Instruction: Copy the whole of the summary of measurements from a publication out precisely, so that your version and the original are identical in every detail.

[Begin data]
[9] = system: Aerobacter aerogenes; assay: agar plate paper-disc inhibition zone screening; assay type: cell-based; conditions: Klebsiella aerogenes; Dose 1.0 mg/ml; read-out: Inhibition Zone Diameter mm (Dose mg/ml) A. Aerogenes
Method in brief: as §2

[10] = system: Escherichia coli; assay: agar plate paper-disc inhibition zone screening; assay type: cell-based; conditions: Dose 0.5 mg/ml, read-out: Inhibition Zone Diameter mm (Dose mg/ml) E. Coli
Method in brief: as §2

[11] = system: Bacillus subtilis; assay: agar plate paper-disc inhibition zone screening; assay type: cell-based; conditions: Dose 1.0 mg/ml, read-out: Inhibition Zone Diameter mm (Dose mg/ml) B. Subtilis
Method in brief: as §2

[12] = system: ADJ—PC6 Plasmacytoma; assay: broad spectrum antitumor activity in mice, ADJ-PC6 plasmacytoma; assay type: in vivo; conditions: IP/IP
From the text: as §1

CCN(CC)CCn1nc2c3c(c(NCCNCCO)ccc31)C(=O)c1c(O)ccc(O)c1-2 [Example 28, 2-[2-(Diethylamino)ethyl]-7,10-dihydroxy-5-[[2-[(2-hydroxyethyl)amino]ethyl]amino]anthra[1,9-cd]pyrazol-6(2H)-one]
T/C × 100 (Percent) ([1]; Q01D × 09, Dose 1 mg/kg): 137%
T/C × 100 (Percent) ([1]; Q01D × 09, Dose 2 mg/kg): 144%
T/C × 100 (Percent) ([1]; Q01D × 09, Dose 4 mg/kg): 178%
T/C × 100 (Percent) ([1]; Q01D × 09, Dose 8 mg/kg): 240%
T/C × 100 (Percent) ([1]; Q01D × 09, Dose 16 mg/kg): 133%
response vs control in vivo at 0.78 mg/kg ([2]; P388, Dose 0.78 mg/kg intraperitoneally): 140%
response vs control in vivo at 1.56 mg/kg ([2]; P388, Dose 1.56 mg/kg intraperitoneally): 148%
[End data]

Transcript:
[9] = system: Aerobacter aerogenes; assay: agar plate paper-disc inhibition zone screening; assay type: cell-based; conditions: Klebsiella aerogenes; Dose 1.0 mg/ml; read-out: Inhibition Zone Diameter mm (Dose mg/ml) A. Aerogenes
Method in brief: as §2

[10] = system: Escherichia coli; assay: agar plate paper-disc inhibition zone screening; assay type: cell-based; conditions: Dose 0.5 mg/ml, read-out: Inhibition Zone Diameter mm (Dose mg/ml) E. Coli
Method in brief: as §2

[11] = system: Bacillus subtilis; assay: agar plate paper-disc inhibition zone screening; assay type: cell-based; conditions: Dose 1.0 mg/ml, read-out: Inhibition Zone Diameter mm (Dose mg/ml) B. Subtilis
Method in brief: as §2

[12] = system: ADJ—PC6 Plasmacytoma; assay: broad spectrum antitumor activity in mice, ADJ-PC6 plasmacytoma; assay type: in vivo; conditions: IP/IP
From the text: as §1

CCN(CC)CCn1nc2c3c(c(NCCNCCO)ccc31)C(=O)c1c(O)ccc(O)c1-2 [Example 28, 2-[2-(Diethylamino)ethyl]-7,10-dihydroxy-5-[[2-[(2-hydroxyethyl)amino]ethyl]amino]anthra[1,9-cd]pyrazol-6(2H)-one]
T/C × 100 (Percent) ([1]; Q01D × 09, Dose 1 mg/kg): 137%
T/C × 100 (Percent) ([1]; Q01D × 09, Dose 2 mg/kg): 144%
T/C × 100 (Percent) ([1]; Q01D × 09, Dose 4 mg/kg): 178%
T/C × 100 (Percent) ([1]; Q01D × 09, Dose 8 mg/kg): 240%
T/C × 100 (Percent) ([1]; Q01D × 09, Dose 16 mg/kg): 133%
response vs control in vivo at 0.78 mg/kg ([2]; P388, Dose 0.78 mg/kg intraperitoneally): 140%
response vs control in vivo at 1.56 mg/kg ([2]; P388, Dose 1.56 mg/kg intraperitoneally): 148%